Thread: Exposing skin tones FC

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  1. #11  
    Senior Member DPStewart's Avatar
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    Quote Originally Posted by rick.lang View Post
    When exposing with false colour, with BMD cameras that have a wide latitude, you may not need to nail the exposure. If I’m shooting when there are strong shadows and highlights, I try to make sure I avoid purple and yelling w/red. So the bright side of the face can be light grey or pink. And the shadow could be grey or green or dark grey and you will still have a good exposure.

    Whichever technique you use, use it consistently in a scene. And lean in the director the final result you want to achieve in post.
    Yup.

    As for communication with the Director- I understand that David Evans frequently gets into heated arguments with his director on set.
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  2. #12  
    Senior Member rick.lang's Avatar
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    Haha, DP. Corrected my auto spell typo... “lean in the direction...”
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  3. #13  
    Senior Member Jon's Avatar
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    Quote Originally Posted by david evans View Post
    Hey guys,

    For those of you using False Color to nail exposure, I know that pink (in bmd chart) is where skin tones should fall. But not all lighting is flat. Let's say you have a rembrandt lighting and the right side of the face is 1 stop over the left side. Which side should be falling in the pink color? And if I change the shot to frame just the side that's in the shadow? Do you then expose that side for pink?

    Thanks
    A common practice is to shoot from the shadow side, or use up stage key lighting. The key side would be the side pink, grey, green or whatever mood you're going for. If reframing for a profile where your key side isn't showing you don't have to adjust your exposure at all but you can always tweak the lighting if you feel the need to. This will maintain continuity in your contrast and tone.
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  4. #14  
    Senior Member david evans's Avatar
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    Quote Originally Posted by DPStewart View Post
    Yup.

    As for communication with the Director- I understand that David Evans frequently gets into heated arguments with his director on set.
    Hahaha. Thankfully, most of the times I am also the director. Otherwise, I would definitely show him!

    Thank you all for your input. I've been exploring FC more and more lately, as I believe there is a different sensor response as the skin tones fall into different parts of the luminance spectrum, even when shooting raw. I've had situations where specular highlights became almost impossible to get a good rolloff.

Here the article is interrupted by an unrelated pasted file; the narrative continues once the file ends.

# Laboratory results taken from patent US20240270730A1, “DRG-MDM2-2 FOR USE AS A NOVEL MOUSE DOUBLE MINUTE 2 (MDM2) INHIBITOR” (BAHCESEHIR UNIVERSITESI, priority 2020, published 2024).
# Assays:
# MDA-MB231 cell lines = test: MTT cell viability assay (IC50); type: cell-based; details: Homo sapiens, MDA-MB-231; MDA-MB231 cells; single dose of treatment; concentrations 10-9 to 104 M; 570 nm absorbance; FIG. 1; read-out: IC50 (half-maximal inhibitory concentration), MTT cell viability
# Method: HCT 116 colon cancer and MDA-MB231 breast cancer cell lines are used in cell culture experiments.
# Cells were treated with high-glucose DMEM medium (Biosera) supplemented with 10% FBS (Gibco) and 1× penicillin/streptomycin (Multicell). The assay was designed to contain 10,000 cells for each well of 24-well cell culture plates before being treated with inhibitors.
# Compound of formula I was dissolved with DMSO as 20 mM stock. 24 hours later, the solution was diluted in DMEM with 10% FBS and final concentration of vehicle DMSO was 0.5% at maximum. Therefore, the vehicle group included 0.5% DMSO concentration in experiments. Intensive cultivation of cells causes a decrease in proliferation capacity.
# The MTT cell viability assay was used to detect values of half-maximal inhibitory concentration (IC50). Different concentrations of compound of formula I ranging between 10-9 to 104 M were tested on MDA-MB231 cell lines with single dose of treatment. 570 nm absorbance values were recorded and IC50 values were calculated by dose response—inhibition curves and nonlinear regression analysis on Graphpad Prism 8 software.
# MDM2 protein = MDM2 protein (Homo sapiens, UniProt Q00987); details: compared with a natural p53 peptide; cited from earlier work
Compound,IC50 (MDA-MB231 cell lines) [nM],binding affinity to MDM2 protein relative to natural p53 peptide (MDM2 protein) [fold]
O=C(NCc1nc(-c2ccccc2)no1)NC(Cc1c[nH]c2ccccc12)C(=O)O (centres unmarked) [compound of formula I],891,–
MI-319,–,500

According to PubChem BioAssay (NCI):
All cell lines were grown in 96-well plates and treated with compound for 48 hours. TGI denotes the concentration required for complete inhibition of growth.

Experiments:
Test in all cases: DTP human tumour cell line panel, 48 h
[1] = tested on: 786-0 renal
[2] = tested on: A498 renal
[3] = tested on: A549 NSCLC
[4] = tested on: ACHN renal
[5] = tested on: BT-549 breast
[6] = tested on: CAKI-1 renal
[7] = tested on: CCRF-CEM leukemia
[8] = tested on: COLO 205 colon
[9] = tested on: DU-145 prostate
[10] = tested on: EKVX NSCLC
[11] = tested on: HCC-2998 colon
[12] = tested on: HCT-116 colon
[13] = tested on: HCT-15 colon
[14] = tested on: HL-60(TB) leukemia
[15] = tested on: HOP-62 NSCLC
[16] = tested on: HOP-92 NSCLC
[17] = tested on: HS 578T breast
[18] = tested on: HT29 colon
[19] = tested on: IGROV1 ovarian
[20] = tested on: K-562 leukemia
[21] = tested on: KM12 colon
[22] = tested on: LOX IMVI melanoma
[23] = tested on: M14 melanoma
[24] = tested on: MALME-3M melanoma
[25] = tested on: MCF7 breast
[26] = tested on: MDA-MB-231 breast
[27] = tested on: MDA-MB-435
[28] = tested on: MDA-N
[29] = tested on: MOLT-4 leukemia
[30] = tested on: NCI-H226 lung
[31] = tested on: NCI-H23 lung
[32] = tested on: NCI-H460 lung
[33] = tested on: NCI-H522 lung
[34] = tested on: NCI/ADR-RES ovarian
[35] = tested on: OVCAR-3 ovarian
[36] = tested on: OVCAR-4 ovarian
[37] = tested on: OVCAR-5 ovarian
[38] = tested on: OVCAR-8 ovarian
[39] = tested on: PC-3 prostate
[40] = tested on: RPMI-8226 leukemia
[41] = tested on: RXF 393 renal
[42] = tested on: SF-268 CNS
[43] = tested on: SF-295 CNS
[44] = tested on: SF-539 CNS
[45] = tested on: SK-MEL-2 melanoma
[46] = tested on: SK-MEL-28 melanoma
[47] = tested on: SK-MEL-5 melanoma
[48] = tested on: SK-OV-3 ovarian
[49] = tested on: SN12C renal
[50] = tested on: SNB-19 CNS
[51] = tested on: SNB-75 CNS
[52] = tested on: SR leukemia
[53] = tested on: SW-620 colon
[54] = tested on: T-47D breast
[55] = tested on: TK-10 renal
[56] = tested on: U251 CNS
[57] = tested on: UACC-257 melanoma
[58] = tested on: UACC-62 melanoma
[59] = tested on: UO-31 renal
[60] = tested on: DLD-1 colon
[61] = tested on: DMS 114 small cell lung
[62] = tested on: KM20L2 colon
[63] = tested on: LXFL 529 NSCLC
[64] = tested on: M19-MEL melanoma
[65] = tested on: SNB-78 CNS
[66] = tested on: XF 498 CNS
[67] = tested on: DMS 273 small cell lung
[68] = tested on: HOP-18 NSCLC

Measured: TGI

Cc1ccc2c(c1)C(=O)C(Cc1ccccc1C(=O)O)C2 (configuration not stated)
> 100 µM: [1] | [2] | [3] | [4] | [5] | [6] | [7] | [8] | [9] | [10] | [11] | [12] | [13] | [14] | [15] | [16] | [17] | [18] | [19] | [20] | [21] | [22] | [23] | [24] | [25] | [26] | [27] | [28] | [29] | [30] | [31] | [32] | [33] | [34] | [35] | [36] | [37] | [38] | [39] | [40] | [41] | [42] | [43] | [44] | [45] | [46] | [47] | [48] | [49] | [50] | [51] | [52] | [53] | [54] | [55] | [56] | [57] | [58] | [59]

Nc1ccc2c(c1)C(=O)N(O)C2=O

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  5. #15  
    Senior Member rick.lang's Avatar
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    Specular highlights on materials like car chrome for example are likely always going to clip and that would rarely be a concern. If you tried to expose them without clipping, there’s a good chance your shadows will be clipping next. I think the only specular highlights (that might be stretching the definition of specular) I’d be concerned about might be if they are on facial features you want to retain and that might arise with a sweaty face reflecting the sun for example.
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  6. #16  
    Senior Member david evans's Avatar
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    Quote Originally Posted by rick.lang View Post
    Specular highlights on materials like car chrome for example are likely always going to clip and that would rarely be a concern. If you tried to expose them without clipping, there’s a good chance your shadows will be clipping next. I think the only specular highlights (that might be stretching the definition of specular) I’d be concerned about might be if they are on facial features you want to retain and that might arise with a sweaty face reflecting the sun for example.
    Rick, specular highlights on faces are the ones I'm concerned about. Mostly when they're the result of overexposing and not necessarily a hotspot from the sun. FC is a great help with that
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  7. #17  
    Senior Member rick.lang's Avatar
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    Yes, true. I’d just refer to those as highlights though. Depending upon the surface area as the camera sees things, some Hights could blow if the shadow information was more important. That might happen when light is falling from behind and the subject is slightly turned toward the light.
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